In the Wilderness
Houghton, Mifflin, 1878 - 226 sayfa
The encounter was unpremeditated on both sides. I was not hunting for a bear, and I have no reason to suppose that a bear was looking for me. The fact is, that we were both out blackberrying, and met by chance, the usual way. There is among the Adirondack visitors always a great deal of conversation about bears, --a general expression of the wish to see one in the woods, and much speculation as to how a person would act
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Adirondacks animals appearance bear became began believe better bird boat bushes called camp carried cave civilization clearing climbed coming condition dark deer desire doubt England escape eyes fact falls fawn feeling feet fire followed forest give gone green ground half hand head hear heard heart hill hour imagination kill kind knew lake leaves light live look lost mark mile mind morning mountain mysterious Nature never night observations Old Phelps once passed perhaps person Pond primitive probably rain region river rocks season seemed seen short side sleep snow society sort spring stand story stream suddenly summer suppose thing thought took trail tree trout turned valley wait wild wilderness wind woods
Sayfa 48 - My beloved is mine, and I am his he feedeth among the lilies. Until the day break, and the shadows flee away, turn, my beloved, and be thou like a roe or a young hart upon the mountains of Bether.
Sayfa 12 - Whenever he disturbs a maple-sugar camp in the spring, he always upsets the buckets of sirup, and tramples round in the sticky sweets, wasting more than he eats. The bear's manners are thoroughly disagreeable. As soon as my enemy's head was down, I started and ran. Somewhat out of breath, and shaky, I reached my faithful rifle. It was not a moment too soon. I heard the bear crashing through the brush after me. Enraged at my duplicity, he was now coming on with blood in his eye. I felt that the time...
Sayfa 51 - ... in its infancy. The doe lifted her head a little with a quick motion, and turned her ear to the south. Had she heard something? Probably it was only the south •wind in the balsams. There was silence all about in the forest. If the doe had heard anything, it was one of the distant noises of the world. There are in the woods occasional...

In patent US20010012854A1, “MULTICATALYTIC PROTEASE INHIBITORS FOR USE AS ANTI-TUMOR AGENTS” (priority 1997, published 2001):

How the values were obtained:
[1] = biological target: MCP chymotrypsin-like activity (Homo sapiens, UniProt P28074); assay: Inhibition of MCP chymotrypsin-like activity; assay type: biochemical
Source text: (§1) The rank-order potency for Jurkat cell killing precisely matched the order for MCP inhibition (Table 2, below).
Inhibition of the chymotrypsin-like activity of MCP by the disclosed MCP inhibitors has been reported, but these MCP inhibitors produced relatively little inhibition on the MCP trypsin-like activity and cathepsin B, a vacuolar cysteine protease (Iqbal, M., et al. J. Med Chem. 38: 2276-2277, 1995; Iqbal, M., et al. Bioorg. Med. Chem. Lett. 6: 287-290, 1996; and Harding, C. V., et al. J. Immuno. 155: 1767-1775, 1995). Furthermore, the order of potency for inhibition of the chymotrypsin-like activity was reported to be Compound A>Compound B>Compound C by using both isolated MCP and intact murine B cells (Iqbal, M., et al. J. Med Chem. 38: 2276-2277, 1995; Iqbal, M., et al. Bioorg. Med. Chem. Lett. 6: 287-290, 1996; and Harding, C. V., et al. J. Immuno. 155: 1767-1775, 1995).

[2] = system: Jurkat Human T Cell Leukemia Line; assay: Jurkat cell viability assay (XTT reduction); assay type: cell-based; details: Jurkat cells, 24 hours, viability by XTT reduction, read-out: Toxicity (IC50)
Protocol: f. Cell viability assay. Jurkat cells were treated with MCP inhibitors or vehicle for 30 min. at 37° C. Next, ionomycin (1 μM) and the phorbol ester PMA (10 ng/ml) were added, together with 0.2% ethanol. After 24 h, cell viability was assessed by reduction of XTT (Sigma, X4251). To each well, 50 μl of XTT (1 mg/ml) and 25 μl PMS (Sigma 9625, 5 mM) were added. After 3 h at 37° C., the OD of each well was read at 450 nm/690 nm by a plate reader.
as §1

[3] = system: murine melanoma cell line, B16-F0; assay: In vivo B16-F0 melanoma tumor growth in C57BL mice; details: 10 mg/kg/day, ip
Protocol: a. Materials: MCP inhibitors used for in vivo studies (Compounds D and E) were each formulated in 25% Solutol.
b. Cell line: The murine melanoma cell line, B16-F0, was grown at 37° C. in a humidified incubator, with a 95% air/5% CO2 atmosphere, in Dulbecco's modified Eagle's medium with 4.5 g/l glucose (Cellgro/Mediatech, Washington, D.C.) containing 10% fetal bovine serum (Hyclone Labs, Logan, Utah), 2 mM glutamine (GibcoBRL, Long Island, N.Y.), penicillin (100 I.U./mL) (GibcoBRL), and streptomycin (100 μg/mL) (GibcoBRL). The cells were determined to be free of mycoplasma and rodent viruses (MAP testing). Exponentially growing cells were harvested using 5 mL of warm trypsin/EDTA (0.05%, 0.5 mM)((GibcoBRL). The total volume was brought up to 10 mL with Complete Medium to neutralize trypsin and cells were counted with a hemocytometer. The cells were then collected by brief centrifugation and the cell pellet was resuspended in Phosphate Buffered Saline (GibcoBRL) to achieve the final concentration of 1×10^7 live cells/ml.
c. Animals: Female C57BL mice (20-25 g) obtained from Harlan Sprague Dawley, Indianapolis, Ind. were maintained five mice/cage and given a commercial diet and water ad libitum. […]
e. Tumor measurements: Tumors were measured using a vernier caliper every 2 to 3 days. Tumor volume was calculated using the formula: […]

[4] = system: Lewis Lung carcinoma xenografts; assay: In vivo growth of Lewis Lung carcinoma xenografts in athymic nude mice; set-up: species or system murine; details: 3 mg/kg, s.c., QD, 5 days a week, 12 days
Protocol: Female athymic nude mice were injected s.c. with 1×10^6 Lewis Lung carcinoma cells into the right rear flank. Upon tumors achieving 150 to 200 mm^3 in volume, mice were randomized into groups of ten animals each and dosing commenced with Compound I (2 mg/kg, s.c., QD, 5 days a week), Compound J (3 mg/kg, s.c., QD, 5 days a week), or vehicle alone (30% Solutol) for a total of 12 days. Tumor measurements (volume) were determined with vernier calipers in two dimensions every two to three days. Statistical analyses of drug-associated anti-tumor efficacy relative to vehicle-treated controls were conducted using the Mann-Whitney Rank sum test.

Sayfa 19 - ... off with me to bring the bear in. Nobody believed there was any bear in the case ; but everybody who could get a gun carried one ; and we went into the woods armed with guns, pistols, pitchforks, and sticks, against all contingencies or surprises, — a crowd made up mostly of scoffers and jeerers. But when I led the way to the fatal spot, and pointed out the bear lying peacefully wrapped in his own skin, something like terror seized the boarders and genuine excitement the natives. It was a no-mistake...
Sayfa 11 - The bear came up to the berries, and stopped. Not accustomed to eat out of a pail, he tipped it over, and nosed about in the fruit, " gorming " (if there is such a word) it down, mixed with leaves and dirt, like a pig. The bear is a worse feeder than the pig. Whenever he disturbs a maple-sugar camp in the spring, he always upsets the buckets of syrup, and tramples round in the sticky sweets, wasting more than he eats.
Sayfa 61 - Marcy trail. The fording of the river threw the hounds off for a time. She knew, by their uncertain yelping up and down the opposite bank, that she had a little respite : she used it, however, to push on until the baying was faint in her ears ; and then she dropped, exhausted, upon the ground.
Sayfa 16 - The bear was coming on ; he had, in fact, come on. I judged that he could see the whites of my eyes. All my subsequent reflections were confused. I raised the gun, covered the bear's breast with the sight, and let drive. Then I turned, and ran like a deer. I did not hear the bear pursuing. I looked back. The bear had stopped. He was lying down. I then remembered that the best thing to do after having fired your gun is to reload it. I slipped in a charge, keeping my eyes on the bear. He never stirred....
Sayfa 63 - and a rattle of the oars again. The doe saw the boat nearing her. She turned irresolutely to the shore whence she came: the dogs were lapping the water, and howling there, She turned again to the centre of the lake. The brave, pretty creature was quite exhausted now. In a moment more, with a rush of water, the boat was on her, and the man at the oars had leaned over and caught her by the tail. " Knock her on the head with that paddle I" he shouted to the gentleman in the stern.
Sayfa 63 - They were looking towards her : they had seen her. (She did not know that they had heard the baying of hounds on the mountains, and had been lying in wait for her an hour.) What should she do ? The hounds were drawing near. No escape that way, even if she could still run. With only a moment's hesitation she plunged into the lake, and struck obliquely across.